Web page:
By Rob van Alstyne
By Zach McCormick
By Emily Eveland
By Jack Spencer
By Michael Madden
By Reed Fischer
By Emily Weiss
By Emily Weiss
CAN'T STOP RAVING about Cornershop, an inventive multiracial combo from London who make a miscegenation of British guitar-pop drone and Indian bhangra seem like a match made in heaven. This is world music for those who remember that, back in the day, punks listened to Lee Perry and Mikey Dread; Woman's Gotta Have It is a culture clash with an insinuating rhythm and, lo and behold, a sense of humor.
Cornershop started out a couple years ago as a fairly standard indie-rock band, with a Mod sense of style and a sitar adding a bit of novelty to the mix. But Woman's Gotta Have It marks a radical reinvention, foregrounding Cornershop's embrace of a hybrid British-Indian identity. "This Western Oriental, going full circle," lead singer-songwriter Tjinder Signh repeats on the album's first single, "Wog," a number which recalls no less than the glory days of Sly and the Family Stone in its seductive lyricism, anti-racist message, and musical wit. Singh's lyrics are about a third in English, the rest in Punjabi, and most of the songs draw heavily on Indian pop and folk music traditions.
Performing live as a supporting act for Superchunk in Boston this month, Singh (the first East Indian man I've met with Elvis sideburns) played guitar and radiated charisma, surrounded by players working the groove on traditional and modern instruments. The show ended with "Jullander Shere," a chiming drone that's part Stereolab, part religious chant, and turns up twice on Woman's Gotta Have It, opening and closing the disk. Singh's singing apparently is meant to simulate the daily recitation of prayers in a Punjabi village: Live, it was mesmerizing, suggesting truly original paths for alternative rock internationalism. (Ivan Kreilkamp)
Cornershop perform Sunday at the Uptown Bar & Cafe.
III (Temples of Boom)
WHAT'S WITH THESE guys in Cypress Hill? Four years since the L.A. group's first pro-pot anthem, "Stoned Is the Way of the Walk," the boys are still telling us they love to smoke ganja. How B-Real and Sen Dog waste their days is their business, but it makes you wonder: What's wrong with their personal lives that they need to be stoned all the time? And how can they be so enthusiastic about it? Their latest release, III (Temples of Boom), exhales the same clouded sentiments of past albums, but offers no answers.
III's "Illusions" begins with an Indian sitar--presumably a reference to '60s drug culture's Eastern influence--but there's no expanded consciousness in the accompanying raps. Cypress Hill champion drug use, it seems, to bolster their outlaw image; they place pot smoke alongside beat-downs--just another illegal activity to prove they're bad dudes. Lyrics aside, III does not even offer Cypress Hill's trademark sounds--the haunting shrieks and compressed steam whistle loops--that defined their sonic insanity. There's plenty of cool vibes and organ, but nothing as spine-chilling as the tracks on '93's Black Sunday. The brutal Ice Cube dissing of "No Rest For the Wicked" and Pulp Fiction soundbites of "Make A Move" feel old and unimaginative, and even appearances from Wu-Tang's U-God and RZA can't inspire any life in these temples. Just say no to stale hip-hop. (Roni Sarig)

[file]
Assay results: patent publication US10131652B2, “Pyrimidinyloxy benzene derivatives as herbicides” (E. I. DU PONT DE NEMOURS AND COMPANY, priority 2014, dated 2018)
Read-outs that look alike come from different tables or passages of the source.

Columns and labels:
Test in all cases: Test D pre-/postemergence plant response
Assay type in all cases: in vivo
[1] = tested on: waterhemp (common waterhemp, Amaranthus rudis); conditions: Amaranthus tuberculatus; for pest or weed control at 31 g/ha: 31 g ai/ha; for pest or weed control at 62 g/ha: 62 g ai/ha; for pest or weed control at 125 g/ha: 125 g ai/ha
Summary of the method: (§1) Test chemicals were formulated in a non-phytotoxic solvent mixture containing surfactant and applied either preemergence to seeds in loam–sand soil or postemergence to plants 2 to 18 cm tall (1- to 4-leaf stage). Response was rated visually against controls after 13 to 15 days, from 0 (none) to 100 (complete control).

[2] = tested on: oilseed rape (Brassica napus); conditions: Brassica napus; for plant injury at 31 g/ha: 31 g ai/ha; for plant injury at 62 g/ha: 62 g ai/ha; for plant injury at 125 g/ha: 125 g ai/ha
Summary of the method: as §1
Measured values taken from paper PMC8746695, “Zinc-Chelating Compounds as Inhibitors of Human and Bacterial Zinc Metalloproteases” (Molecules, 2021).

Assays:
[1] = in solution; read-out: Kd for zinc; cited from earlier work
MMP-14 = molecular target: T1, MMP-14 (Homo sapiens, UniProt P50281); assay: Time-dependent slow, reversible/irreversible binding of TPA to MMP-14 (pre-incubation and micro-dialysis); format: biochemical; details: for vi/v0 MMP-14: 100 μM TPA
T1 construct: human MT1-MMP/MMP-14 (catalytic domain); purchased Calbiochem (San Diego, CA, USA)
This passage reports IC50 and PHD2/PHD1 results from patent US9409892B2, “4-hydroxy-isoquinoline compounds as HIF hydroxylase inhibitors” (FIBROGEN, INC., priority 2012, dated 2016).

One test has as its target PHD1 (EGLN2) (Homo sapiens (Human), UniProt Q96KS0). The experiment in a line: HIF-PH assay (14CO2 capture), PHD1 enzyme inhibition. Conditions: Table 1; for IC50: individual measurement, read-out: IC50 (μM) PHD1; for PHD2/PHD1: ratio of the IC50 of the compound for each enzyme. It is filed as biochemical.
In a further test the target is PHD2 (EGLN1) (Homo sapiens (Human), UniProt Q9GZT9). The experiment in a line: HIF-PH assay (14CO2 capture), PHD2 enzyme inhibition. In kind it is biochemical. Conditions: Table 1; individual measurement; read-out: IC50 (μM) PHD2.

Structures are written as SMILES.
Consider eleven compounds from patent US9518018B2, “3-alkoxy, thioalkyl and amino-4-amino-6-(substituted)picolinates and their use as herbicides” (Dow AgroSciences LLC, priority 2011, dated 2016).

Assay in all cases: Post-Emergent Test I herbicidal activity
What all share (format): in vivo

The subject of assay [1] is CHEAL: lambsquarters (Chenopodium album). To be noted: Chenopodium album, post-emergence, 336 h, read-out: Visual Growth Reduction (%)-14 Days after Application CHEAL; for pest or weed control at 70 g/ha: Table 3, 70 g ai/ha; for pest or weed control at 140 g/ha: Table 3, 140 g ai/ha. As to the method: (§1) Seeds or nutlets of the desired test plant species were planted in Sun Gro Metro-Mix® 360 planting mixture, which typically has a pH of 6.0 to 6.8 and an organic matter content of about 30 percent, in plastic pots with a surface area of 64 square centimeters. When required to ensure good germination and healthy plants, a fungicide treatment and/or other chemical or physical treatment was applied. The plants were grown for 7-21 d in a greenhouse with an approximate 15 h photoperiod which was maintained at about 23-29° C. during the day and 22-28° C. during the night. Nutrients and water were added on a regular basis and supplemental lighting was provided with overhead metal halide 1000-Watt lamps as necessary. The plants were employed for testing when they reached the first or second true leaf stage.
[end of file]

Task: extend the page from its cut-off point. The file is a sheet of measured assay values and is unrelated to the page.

Mellon Collie and the Infinite Sadness
YOU'VE GOT TO hand it to Billy Corgan for sticking to his guns. Instead of taking all the alterna-rock slagging to heart and trying to reestablish their hipster credibility, the Smashing Pumpkins have made the most thoroughly unfashionable album of the year. Unafraid to sound like Black Sabbath, Fleetwood Mac, or Queen (or Queensryche, for that matter), they boldly go where only the most self-indulgent bands dare to tread: the dreaded double album.
Mellon Collie is not a concept work, however, nor does it wallow much in progressive rock excess (despite what the thematically labeled "Dawn to Dusk" and "Twilight to Starlight" sections might imply). As double albums go, it has more in common with the pretentious yet disposable pop rock of Goodbye, Yellow Brick Road, Tusk, and even Use Your Illusion than it does with high-concept pieces like The Wall or Quadrophenia. It's a sprawling, unfocused collection of songs that finds the Pumpkins stretching their boundaries, though without testing much new artistic water. Nonetheless, Corgan's refusal to edit his peculiar patchwork vision of '90s rock serves as a two-hour-plus fuck-you to anyone who might try to draw lines between alternative, post-punk, hard rock or pop.
As usual, Corgan bares his tortured psyche for all to dissect, but he declines to sublimate his identity in a character archetype (as Waters and Townshend felt compelled to do), and thankfully avoids the kind of half-baked narrative that sinks most rock epics. While the band remains committed to fashioning elaborate arena anthems, its connection to art rock has more to do with unconventional, nonlinear song structures and a tendency toward over-production than it does with the elitist, neo-classical tendencies of the prog-rockers of yore.
Despite the bone-crunching guitar-and-drum attack of cuts like "Where Boys Fear to Tread" and "X.Y.U." the band's affinity for pop songcraft wins out in the end. "1979" and "Thirty-Three" are way hummable, "Cupid de Locke" updates Brian Wilson for the '90s, and even the headbanging "Bullet With Butterfly Wings" succeeds more on its hooks than on its sonic bombast. By the time the band gets to the end of disc two, they're playing in McCartney music-hall territory on "Lily (My One and Only)" and offering up touching ballads like "By Starlight" and "Beautiful."